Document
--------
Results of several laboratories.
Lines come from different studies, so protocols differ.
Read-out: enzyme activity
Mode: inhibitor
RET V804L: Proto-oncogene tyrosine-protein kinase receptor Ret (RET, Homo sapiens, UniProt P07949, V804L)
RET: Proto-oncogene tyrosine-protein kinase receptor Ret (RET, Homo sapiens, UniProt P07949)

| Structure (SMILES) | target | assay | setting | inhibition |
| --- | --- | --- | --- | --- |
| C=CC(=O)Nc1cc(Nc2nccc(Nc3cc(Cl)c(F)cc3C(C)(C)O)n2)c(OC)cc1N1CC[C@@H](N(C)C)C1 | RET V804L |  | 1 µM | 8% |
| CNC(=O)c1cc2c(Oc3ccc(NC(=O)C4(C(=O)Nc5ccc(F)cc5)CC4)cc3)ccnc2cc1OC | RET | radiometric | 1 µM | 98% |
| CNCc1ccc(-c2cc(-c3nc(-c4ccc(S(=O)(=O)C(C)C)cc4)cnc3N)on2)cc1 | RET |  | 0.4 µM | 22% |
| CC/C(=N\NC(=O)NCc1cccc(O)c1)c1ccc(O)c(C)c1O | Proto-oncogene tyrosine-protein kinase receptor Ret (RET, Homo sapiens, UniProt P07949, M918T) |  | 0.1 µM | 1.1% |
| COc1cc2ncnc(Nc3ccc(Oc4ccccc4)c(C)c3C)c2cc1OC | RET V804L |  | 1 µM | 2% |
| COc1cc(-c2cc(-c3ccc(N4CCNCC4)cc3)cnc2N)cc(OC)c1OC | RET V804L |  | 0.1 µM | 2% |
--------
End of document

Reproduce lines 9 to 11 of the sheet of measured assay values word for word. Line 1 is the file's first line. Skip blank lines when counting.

| C=CC(=O)Nc1cc(Nc2nccc(Nc3cc(Cl)c(F)cc3C(C)(C)O)n2)c(OC)cc1N1CC[C@@H](N(C)C)C1 | RET V804L |  | 1 µM | 8% |
| CNC(=O)c1cc2c(Oc3ccc(NC(=O)C4(C(=O)Nc5ccc(F)cc5)CC4)cc3)ccnc2cc1OC | RET | radiometric | 1 µM | 98% |
| CNCc1ccc(-c2cc(-c3nc(-c4ccc(S(=O)(=O)C(C)C)cc4)cnc3N)on2)cc1 | RET |  | 0.4 µM | 22% |